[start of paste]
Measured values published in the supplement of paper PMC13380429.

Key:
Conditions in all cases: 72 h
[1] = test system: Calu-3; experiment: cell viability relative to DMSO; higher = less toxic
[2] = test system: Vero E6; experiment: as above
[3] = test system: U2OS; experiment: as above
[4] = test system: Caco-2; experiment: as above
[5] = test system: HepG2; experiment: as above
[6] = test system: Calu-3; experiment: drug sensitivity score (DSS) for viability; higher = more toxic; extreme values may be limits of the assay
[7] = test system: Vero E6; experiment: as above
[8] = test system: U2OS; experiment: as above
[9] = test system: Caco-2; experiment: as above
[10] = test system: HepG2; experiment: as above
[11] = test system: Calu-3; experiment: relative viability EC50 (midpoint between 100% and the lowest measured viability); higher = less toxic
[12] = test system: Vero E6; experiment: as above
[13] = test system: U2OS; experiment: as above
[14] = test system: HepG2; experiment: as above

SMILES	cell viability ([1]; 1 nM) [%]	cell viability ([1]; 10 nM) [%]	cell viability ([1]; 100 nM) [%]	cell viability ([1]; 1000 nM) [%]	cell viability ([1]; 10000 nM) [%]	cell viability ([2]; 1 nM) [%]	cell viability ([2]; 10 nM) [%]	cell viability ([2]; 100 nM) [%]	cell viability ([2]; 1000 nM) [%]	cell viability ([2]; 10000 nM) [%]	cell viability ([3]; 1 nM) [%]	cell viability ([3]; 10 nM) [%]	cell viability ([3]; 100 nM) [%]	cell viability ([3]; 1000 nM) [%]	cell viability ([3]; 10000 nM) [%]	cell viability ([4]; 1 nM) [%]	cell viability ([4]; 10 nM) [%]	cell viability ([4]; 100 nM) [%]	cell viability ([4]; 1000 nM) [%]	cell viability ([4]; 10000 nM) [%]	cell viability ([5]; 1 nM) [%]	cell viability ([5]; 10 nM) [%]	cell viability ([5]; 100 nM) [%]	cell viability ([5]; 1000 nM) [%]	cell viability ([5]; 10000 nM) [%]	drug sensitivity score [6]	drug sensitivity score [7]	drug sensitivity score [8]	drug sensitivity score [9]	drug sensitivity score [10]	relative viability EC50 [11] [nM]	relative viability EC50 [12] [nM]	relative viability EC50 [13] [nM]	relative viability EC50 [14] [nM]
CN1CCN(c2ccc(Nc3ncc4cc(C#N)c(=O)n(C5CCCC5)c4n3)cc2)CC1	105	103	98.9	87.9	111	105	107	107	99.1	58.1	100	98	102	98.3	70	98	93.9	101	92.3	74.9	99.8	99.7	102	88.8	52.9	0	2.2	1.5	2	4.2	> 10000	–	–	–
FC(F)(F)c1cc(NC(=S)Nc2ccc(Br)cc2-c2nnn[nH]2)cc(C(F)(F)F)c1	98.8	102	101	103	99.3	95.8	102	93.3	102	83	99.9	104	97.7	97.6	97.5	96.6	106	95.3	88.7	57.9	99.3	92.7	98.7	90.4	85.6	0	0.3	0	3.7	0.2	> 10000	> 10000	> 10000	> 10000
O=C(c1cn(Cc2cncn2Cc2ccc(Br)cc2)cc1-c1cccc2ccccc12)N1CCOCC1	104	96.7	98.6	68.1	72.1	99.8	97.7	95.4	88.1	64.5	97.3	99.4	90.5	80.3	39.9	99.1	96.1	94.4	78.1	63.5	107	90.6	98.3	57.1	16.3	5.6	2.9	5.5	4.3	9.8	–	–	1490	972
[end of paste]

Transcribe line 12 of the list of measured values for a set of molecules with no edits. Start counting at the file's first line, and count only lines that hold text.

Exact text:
[9] = test system: Caco-2; experiment: as above